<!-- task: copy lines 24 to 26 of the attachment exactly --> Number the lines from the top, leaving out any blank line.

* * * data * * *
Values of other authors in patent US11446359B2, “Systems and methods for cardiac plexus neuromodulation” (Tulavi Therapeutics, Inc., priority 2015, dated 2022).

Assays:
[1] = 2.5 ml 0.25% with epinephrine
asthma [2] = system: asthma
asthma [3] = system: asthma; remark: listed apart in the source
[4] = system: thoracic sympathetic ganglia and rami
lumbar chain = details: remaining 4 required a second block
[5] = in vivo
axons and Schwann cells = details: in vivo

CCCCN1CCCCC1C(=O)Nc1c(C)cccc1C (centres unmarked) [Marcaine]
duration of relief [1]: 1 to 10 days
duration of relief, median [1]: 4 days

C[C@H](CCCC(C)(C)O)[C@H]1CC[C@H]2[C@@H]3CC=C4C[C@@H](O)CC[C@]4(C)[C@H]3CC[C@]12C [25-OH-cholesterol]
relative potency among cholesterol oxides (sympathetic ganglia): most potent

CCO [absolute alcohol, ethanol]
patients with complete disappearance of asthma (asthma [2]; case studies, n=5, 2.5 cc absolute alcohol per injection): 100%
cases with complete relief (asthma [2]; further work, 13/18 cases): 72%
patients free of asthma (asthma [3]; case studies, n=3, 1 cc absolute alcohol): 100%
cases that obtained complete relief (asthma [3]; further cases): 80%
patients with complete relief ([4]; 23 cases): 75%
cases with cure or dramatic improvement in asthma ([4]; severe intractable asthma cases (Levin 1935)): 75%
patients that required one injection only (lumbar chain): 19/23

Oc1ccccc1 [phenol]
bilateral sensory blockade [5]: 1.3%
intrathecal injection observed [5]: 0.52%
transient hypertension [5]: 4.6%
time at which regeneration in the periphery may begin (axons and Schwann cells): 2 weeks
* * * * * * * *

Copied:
bilateral sensory blockade [5]: 1.3%
intrathecal injection observed [5]: 0.52%
transient hypertension [5]: 4.6%